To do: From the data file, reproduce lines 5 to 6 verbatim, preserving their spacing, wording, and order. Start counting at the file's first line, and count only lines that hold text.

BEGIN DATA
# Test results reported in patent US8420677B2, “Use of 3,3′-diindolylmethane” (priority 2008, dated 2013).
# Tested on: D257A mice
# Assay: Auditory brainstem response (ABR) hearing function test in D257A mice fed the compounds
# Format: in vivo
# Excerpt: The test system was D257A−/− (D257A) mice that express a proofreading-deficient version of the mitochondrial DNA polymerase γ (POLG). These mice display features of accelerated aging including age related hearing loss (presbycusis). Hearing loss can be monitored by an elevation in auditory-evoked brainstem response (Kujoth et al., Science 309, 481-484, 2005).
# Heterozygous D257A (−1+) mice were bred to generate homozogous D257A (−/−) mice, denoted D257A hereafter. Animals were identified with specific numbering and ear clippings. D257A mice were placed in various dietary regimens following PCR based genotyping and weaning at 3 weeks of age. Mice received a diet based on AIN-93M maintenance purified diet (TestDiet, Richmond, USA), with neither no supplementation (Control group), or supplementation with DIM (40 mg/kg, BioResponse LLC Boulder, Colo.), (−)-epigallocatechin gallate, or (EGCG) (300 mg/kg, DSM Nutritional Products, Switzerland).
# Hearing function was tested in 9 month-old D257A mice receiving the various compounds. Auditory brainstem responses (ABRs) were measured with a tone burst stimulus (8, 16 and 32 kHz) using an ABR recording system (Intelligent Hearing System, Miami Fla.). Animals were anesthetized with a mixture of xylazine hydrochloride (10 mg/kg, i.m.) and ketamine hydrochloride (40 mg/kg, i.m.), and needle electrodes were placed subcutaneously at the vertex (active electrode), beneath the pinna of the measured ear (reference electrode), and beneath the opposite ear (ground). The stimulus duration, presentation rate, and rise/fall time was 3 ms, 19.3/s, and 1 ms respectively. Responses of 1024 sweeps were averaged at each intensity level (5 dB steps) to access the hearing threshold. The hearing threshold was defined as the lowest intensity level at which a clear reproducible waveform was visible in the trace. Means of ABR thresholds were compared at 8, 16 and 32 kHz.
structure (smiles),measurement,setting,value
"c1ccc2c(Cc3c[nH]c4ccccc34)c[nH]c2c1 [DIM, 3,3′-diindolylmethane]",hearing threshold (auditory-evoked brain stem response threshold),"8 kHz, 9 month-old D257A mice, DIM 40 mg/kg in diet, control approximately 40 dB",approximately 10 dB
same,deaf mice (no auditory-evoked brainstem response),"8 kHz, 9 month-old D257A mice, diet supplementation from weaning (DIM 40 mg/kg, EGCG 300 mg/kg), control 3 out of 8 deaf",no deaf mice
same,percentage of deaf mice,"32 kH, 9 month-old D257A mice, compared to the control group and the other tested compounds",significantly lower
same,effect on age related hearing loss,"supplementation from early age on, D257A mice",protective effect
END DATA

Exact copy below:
# Excerpt: The test system was D257A−/− (D257A) mice that express a proofreading-deficient version of the mitochondrial DNA polymerase γ (POLG). These mice display features of accelerated aging including age related hearing loss (presbycusis). Hearing loss can be monitored by an elevation in auditory-evoked brainstem response (Kujoth et al., Science 309, 481-484, 2005).
# Heterozygous D257A (−1+) mice were bred to generate homozogous D257A (−/−) mice, denoted D257A hereafter. Animals were identified with specific numbering and ear clippings. D257A mice were placed in various dietary regimens following PCR based genotyping and weaning at 3 weeks of age. Mice received a diet based on AIN-93M maintenance purified diet (TestDiet, Richmond, USA), with neither no supplementation (Control group), or supplementation with DIM (40 mg/kg, BioResponse LLC Boulder, Colo.), (−)-epigallocatechin gallate, or (EGCG) (300 mg/kg, DSM Nutritional Products, Switzerland).